Among the many provisions of the Inflation Reduction Act (IRA) that was passed in mid-2022 was one extending and expanding three existing tax credits that encourage homeowners to make their homes more energy efficient and to use an electric vehicle.
For taxpayers, nothing is better than a tax credit, because it is a dollar-for-dollar reduction in the taxes you must pay. Contrast this with a tax deduction, which only reduces your taxable income, such that the benefit to you is only a percentage difference. In other words, a $1,000 credit saves you $1,000 in taxes.
Starting in 2023, the Energy Efficient Home Improvement Credit will be equal to 30% of what homeowners pay for various types of home energy efficiency improvements, including:
These improvements must meet Energy Star requirements, and insulation must meet criteria established by the International Energy Conservation Code. Starting in 2025, manufacturers will have to create product identification numbers for their products that satisfy the energy efficiency requirements. Then taxpayers will have to include those numbers on their tax returns.
The old credit contained a lifetime cap. Taxpayers would hit the limit at a mere $500. Under the IRA legislation, lifetime caps are eliminated. Instead, there is a $1,200 overall annual cap on the new credit along with annual caps for the following types of improvements:
This means you can perform home energy efficiency projects over several years and collect a credit up to $1,200 each year. Heat pumps, biomass stoves, and boilers have a $2,000 annual cap, which is not included in the $1,200 annual limit.
Example: In 2023, Henry Homeowner spends $2,000 to install two exterior doors, $5,000 to install central air conditioning, $3,000 on five windows, and $4,000 on home insulation. His credit is:
Total credits before $1,200 annual cap: $3,500
Total allowable credit: $1,200
If Henry delays installing the new insulation until 2024, he can get a $1,200 tax credit for that year as well.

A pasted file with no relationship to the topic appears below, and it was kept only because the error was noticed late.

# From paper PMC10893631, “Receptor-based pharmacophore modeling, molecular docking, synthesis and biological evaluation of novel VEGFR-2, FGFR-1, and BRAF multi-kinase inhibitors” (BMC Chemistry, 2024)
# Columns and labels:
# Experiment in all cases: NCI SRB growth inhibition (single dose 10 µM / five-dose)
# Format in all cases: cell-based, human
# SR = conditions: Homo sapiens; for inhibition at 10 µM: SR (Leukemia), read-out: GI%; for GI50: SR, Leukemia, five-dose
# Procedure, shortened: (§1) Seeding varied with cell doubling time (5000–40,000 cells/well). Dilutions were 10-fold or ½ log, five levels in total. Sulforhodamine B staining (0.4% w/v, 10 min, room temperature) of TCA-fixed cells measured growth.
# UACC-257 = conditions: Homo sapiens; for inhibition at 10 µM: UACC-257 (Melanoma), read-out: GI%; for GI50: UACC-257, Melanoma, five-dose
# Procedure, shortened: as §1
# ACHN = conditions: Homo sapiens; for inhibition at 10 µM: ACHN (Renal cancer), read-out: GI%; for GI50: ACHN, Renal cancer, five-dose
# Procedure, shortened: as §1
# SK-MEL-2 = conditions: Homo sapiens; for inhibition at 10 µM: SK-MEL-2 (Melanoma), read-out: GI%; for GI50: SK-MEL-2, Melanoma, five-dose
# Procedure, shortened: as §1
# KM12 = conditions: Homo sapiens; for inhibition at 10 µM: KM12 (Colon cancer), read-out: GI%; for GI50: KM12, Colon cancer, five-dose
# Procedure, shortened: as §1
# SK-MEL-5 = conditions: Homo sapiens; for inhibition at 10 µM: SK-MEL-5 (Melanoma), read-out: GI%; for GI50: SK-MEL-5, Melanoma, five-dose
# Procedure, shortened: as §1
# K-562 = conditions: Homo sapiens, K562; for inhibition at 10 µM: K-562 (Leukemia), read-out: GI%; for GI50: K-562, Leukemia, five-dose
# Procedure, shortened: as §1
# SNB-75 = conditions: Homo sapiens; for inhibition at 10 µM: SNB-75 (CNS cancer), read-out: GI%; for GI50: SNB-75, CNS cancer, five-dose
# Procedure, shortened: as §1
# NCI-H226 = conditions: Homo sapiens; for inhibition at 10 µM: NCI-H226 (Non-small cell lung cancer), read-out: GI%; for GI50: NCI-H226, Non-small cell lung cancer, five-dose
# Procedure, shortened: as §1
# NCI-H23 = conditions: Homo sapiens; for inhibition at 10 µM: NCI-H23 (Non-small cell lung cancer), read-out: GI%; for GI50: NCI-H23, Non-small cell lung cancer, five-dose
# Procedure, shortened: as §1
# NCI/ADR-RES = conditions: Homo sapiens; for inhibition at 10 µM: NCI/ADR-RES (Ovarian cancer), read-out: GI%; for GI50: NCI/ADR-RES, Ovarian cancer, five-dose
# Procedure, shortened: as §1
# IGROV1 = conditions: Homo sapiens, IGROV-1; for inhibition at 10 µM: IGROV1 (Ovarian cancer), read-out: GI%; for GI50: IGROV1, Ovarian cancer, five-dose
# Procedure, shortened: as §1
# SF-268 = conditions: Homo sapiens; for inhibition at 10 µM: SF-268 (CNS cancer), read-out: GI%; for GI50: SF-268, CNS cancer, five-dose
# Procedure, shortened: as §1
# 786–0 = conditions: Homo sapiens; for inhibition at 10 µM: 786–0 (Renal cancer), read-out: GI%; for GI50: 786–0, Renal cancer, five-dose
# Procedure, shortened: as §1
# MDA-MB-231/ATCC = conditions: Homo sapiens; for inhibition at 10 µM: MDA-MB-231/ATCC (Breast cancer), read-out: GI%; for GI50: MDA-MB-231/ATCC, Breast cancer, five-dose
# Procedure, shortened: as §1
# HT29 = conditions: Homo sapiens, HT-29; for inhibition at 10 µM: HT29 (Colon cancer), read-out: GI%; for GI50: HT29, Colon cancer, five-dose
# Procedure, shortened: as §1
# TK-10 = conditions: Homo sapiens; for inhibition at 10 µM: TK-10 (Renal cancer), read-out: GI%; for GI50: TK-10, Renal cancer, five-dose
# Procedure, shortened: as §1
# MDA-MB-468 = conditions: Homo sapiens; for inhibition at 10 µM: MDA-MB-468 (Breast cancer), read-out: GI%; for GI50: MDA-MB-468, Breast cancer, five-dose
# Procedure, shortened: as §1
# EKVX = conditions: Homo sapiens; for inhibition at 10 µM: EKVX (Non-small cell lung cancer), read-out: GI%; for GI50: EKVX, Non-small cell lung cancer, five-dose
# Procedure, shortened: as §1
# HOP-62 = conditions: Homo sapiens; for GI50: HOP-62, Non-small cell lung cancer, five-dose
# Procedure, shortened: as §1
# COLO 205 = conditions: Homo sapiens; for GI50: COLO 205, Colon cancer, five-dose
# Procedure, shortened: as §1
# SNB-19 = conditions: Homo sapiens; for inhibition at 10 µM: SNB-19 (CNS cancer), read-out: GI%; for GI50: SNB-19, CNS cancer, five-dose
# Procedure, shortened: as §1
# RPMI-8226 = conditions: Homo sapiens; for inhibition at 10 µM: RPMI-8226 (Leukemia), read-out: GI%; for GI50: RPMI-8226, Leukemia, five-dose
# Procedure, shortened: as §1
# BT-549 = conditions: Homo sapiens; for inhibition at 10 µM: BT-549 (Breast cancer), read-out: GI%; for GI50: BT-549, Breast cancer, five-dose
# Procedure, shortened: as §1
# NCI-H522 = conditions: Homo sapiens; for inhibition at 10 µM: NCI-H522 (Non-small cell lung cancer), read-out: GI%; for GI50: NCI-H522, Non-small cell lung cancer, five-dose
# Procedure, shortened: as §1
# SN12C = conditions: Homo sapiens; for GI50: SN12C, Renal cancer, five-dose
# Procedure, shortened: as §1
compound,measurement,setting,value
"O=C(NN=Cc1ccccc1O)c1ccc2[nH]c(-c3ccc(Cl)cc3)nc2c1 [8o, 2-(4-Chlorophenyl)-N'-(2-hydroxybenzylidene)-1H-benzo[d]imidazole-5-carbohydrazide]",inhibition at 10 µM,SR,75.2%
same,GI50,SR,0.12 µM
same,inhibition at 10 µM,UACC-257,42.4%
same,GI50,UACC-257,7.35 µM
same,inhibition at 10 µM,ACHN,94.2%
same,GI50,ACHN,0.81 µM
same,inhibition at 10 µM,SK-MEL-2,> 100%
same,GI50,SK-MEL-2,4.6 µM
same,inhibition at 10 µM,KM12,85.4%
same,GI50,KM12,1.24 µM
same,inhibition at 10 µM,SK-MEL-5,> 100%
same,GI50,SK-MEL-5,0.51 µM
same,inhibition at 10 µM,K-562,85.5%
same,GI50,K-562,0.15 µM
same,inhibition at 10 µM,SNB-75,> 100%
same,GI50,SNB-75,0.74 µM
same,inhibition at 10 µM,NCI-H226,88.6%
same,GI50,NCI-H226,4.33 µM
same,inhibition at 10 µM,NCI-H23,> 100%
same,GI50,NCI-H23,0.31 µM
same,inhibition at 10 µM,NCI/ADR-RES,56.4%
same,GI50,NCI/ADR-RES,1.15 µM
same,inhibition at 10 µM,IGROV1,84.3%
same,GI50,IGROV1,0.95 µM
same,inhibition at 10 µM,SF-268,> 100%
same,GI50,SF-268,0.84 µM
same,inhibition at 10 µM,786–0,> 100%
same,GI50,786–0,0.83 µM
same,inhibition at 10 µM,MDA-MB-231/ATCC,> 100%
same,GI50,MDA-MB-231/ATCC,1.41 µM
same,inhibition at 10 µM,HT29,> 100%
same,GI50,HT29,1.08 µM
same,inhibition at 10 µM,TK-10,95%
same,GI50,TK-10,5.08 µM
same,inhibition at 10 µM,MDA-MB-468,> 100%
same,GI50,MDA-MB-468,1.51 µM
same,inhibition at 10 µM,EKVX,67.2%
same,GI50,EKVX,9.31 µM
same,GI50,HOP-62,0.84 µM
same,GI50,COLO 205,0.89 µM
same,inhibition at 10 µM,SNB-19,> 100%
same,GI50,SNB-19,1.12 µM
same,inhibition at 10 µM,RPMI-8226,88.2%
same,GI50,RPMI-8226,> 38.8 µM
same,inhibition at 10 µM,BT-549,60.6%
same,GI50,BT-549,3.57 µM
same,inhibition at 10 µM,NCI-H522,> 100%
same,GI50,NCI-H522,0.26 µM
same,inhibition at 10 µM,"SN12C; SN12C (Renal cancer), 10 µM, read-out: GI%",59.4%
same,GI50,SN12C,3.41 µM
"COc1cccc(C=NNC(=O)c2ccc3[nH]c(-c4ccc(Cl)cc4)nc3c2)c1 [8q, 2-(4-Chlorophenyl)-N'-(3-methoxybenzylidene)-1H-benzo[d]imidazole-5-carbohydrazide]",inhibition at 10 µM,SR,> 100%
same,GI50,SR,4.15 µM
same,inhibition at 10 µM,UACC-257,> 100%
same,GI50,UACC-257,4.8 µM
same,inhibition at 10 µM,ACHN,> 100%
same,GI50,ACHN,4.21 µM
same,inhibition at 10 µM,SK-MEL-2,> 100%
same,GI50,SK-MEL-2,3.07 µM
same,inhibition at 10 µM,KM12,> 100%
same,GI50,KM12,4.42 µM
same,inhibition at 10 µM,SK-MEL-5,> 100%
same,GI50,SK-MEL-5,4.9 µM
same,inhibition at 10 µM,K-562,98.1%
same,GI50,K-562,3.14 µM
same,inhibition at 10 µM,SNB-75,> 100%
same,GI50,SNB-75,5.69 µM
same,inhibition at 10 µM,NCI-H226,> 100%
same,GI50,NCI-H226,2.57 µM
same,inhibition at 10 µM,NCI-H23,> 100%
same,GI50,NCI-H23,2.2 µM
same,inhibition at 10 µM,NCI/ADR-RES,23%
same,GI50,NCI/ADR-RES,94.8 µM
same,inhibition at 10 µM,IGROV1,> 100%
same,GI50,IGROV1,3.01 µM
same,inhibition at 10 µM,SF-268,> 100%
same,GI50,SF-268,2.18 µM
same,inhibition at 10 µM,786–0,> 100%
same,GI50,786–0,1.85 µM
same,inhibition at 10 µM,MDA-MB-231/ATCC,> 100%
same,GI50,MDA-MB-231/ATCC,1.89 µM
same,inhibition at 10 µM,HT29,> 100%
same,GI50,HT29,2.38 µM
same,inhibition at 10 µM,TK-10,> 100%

The Residential Clean Energy Credit applies primarily to the installation of home solar panels, but it can also be claimed for the cost of purchasing and installing:
The Inflation Reduction Act increases the credit from 26% to 30% for 2022 through 2032. The credit then declines to 26% for 2033 and 22% for 2034.
There is no annual or lifetime cap on this credit and you can use it for your main home or second home. If the credit exceeds you tax liability for the year, any unused amount can be carried forward to reduce your tax liability in future years.
Example: Bill installs solar panels in his home. His residential clean energy credit is equal to 30% of the total cost, which is $21,000. Bill gets a $6,300 credit. Bill only owes $5,000 in income tax for the year. He uses $5,000 of the credit to reduce his tax liability for the year to nothing and then carries forward the remaining $1,300 to use the following year.
Many states also offer residential solar tax credits. The federal credit isn't reduced if you get a state credit, but some states do reduce their credits if you get a federal credit.
The Inflation Reduction Act also extends though 2032 the tax credit for installing a home EV charger. The amount of credit remains at 30% of the cost of purchasing and installing a home charger, capped at $1,000 per year.
However, the credit now applies per charger—for example, if you purchase two home chargers you can obtain a $2,000 credit. The credit is also extended to include bidirectional chargers that can be used to power a home and feed energy back into the electricity grid—these are just becoming available and cost more than regular EV chargers. The credit also now applies to home chargers for two and three-wheeled vehicles.
Starting in 2023, the credit will be available only to homeowners who live in one of the following low-income or nonurban areas:
Example: Mary lives on a farm in rural Iowa and spends $2,000 to install a home EV charger unit in her home garage. She may claim a tax credit equal to 30% of the cost, or $600.